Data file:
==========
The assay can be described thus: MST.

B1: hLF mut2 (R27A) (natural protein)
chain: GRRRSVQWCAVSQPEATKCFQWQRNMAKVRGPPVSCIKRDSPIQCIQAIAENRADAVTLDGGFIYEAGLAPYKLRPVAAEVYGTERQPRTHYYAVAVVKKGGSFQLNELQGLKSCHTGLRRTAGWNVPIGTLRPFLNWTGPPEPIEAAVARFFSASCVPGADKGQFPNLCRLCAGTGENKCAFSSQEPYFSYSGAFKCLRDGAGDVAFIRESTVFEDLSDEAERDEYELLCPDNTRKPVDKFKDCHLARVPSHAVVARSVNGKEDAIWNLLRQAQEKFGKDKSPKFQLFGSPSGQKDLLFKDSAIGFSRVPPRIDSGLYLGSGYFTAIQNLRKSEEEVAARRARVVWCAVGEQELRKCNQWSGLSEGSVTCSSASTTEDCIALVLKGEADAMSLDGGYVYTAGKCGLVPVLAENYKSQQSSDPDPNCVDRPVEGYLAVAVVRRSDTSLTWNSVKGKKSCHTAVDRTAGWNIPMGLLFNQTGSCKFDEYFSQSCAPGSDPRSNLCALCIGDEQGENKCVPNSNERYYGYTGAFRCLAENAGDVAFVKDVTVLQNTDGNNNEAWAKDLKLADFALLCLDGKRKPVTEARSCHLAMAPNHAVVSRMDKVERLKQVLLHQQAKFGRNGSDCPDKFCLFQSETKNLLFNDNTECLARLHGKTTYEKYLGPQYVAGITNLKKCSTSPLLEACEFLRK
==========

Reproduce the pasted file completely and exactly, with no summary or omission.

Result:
The assay can be described thus: MST.

B1: hLF mut2 (R27A) (natural protein)
chain: GRRRSVQWCAVSQPEATKCFQWQRNMAKVRGPPVSCIKRDSPIQCIQAIAENRADAVTLDGGFIYEAGLAPYKLRPVAAEVYGTERQPRTHYYAVAVVKKGGSFQLNELQGLKSCHTGLRRTAGWNVPIGTLRPFLNWTGPPEPIEAAVARFFSASCVPGADKGQFPNLCRLCAGTGENKCAFSSQEPYFSYSGAFKCLRDGAGDVAFIRESTVFEDLSDEAERDEYELLCPDNTRKPVDKFKDCHLARVPSHAVVARSVNGKEDAIWNLLRQAQEKFGKDKSPKFQLFGSPSGQKDLLFKDSAIGFSRVPPRIDSGLYLGSGYFTAIQNLRKSEEEVAARRARVVWCAVGEQELRKCNQWSGLSEGSVTCSSASTTEDCIALVLKGEADAMSLDGGYVYTAGKCGLVPVLAENYKSQQSSDPDPNCVDRPVEGYLAVAVVRRSDTSLTWNSVKGKKSCHTAVDRTAGWNIPMGLLFNQTGSCKFDEYFSQSCAPGSDPRSNLCALCIGDEQGENKCVPNSNERYYGYTGAFRCLAENAGDVAFVKDVTVLQNTDGNNNEAWAKDLKLADFALLCLDGKRKPVTEARSCHLAMAPNHAVVSRMDKVERLKQVLLHQQAKFGRNGSDCPDKFCLFQSETKNLLFNDNTECLARLHGKTTYEKYLGPQYVAGITNLKKCSTSPLLEACEFLRK